I really feel that to be able to give the level of detail you want to give to your players you have to empower your staff to own their roles. You do that with clarity and with trust. When it comes to the players, the ability to understand each individual and know the fabric of them, what they value, what they like, is critical if you’re to get the best out of them. Gone are the days when a coach or manager might dictate, dominate or impose. You have to work with people so they know you believe in them. But as a leader you also need the courage to make decisions, to trust your gut sometimes, and to surround yourself with great people who you trust and who feel able to speak out.
Establishing connections is more difficult with a national side than with a club side.
With a club or college team you’re with the players almost every day, whereas with the US side we might have a FIFA window of eight or nine days to be at camp. It meant there wasn’t much time for one-to-ones. What I would always do when the players came back to us was to hold a reset meeting, so that we could all reconnect with each other and with the US programme. I think we also really succeeded in creating an environment where people were speaking a common language, so the players had their own way of communicating and interacting with each other when it came to the technical side of football.
I respected the players’ club roles when they were away from camp.
I’d bring all the club coaches together at the beginning of the year and meet with them individually so that we could build cohesion between us, and we’d refer to the players as ‘our’ players, not ‘mine’ or ‘yours’. While I might text a player if they scored an amazing goal or if their side had a great game, I tried to steer away from having a technical relationship with them while they were with their clubs. It was important that I respected what they were doing and allowed them to focus on that.
Being so close to home, the 2015 World Cup had a springboard effect for US football.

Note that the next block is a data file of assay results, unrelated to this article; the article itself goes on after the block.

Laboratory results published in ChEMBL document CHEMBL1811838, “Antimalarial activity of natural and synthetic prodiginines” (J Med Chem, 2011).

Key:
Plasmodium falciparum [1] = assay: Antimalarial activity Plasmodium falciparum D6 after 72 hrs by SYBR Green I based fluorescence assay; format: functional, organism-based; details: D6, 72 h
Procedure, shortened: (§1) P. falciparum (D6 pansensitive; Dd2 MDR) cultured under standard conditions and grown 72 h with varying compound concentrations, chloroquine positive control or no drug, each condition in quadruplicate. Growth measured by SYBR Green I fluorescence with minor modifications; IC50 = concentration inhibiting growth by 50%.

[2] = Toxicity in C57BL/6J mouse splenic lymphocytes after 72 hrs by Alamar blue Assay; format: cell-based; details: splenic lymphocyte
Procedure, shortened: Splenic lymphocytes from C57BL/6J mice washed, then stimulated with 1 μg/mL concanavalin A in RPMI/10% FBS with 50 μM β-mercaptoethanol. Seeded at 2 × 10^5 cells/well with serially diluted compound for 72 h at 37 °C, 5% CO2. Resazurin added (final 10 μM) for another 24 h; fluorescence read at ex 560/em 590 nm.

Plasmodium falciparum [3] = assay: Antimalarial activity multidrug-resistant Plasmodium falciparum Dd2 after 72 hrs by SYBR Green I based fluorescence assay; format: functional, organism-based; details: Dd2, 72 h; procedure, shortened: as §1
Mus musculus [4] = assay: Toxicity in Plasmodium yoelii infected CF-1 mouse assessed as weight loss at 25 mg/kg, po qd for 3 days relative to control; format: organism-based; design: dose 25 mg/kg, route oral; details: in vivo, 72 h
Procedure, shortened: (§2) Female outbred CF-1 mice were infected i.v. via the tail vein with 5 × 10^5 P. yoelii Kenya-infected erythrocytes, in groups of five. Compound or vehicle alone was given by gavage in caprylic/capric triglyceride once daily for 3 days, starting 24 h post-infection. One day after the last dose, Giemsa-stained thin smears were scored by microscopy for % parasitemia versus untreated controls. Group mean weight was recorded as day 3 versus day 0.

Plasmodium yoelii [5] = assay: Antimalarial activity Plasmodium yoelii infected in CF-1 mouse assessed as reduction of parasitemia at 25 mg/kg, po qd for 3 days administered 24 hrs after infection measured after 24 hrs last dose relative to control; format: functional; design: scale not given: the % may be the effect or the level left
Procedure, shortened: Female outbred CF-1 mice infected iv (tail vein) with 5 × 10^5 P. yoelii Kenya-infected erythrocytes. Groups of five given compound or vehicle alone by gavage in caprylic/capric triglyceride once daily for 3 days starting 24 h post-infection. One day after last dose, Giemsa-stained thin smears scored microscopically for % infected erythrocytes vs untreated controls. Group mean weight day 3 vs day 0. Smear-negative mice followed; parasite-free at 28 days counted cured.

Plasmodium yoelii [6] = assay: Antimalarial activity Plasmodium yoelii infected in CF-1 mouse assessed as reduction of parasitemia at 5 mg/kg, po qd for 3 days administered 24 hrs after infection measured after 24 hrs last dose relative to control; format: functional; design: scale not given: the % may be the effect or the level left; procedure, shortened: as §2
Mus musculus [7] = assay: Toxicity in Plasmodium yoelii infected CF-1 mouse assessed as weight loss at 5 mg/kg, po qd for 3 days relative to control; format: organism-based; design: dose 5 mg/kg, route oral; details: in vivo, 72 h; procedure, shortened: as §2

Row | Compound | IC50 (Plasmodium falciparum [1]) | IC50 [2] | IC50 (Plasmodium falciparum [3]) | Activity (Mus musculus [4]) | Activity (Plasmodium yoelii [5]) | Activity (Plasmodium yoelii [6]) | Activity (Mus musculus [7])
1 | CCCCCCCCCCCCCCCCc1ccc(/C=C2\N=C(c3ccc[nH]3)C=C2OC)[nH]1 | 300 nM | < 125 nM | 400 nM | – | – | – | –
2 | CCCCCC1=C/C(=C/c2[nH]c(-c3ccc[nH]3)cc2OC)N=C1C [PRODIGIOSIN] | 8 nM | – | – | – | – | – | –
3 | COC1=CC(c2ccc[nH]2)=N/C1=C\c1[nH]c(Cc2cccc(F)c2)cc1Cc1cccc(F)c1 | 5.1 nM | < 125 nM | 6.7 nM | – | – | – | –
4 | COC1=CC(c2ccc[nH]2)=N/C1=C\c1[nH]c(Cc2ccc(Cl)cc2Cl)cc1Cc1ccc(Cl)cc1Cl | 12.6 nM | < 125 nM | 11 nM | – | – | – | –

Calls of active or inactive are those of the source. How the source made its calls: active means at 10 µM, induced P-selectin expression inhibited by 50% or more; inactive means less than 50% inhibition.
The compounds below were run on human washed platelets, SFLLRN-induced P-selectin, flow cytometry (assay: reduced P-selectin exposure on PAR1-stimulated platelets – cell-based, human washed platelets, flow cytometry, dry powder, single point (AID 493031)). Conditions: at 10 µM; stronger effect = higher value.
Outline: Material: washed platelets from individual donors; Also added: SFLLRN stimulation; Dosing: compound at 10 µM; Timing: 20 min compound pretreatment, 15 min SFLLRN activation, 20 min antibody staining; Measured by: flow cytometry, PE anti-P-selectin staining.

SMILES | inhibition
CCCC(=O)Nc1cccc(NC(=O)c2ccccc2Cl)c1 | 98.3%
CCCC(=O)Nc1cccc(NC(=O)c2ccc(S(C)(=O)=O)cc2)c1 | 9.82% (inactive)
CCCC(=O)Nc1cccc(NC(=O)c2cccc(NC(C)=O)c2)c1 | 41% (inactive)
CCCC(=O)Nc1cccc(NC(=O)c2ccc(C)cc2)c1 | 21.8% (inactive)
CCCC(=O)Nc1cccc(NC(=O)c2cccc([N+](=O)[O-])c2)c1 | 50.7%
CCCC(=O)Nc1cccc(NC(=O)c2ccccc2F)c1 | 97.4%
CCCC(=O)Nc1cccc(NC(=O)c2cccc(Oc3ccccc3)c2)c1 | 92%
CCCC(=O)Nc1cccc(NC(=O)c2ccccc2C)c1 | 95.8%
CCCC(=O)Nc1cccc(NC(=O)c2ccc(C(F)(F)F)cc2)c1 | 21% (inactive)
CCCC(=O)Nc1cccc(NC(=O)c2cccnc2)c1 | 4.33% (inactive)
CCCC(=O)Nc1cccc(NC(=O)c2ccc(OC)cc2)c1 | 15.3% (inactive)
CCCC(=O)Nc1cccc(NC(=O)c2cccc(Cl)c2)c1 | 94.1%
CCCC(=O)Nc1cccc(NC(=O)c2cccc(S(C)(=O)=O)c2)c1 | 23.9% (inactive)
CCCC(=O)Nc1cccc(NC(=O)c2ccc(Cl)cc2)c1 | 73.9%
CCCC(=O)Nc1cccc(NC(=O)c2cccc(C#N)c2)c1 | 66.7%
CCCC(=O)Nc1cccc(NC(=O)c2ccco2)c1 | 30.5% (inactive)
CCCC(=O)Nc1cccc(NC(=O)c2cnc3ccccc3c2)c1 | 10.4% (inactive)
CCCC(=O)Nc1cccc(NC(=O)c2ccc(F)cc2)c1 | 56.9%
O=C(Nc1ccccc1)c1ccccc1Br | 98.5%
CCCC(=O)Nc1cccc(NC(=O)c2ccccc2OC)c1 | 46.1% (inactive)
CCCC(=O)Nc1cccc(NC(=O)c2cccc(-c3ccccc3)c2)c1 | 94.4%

But 2019 sent women’s football truly global and had a dramatic effect on the reach of the game, viewer numbers, sponsorship and investment. It injected another level of interest in women’s football, with a growing fan base really appreciating the competitiveness and excitement of the event.
We saw a huge improvement in the calibre and professionalism of the teams.
I was an assistant in 2008, so this was my second World Cup in charge. Going into the competition I remember sitting with one of my assistant coaches and saying that, while I wanted to go out and win it, I also truly wanted to leave the US programme in a better place than I found it. That’s not to knock what went before, it’s just reality; you have to continue to push forward and evolve. I’m confident that with the changes we implemented and the players we brought on board we left it in a really good position to do well in 2020 and beyond.
I’m taking time to consider my next move.
I got some great advice from a former team mate who said that when you come out of something as big as this you should pause; you shouldn’t rush it or take the first thing that comes along. When you’re entrenched in something for so long you don’t really know what other opportunities are out there in your field, or how you might use the skillset you’ve developed. I’m currently in that pause phase, but I can’t see myself not being involved with football in some capacity, because I love it.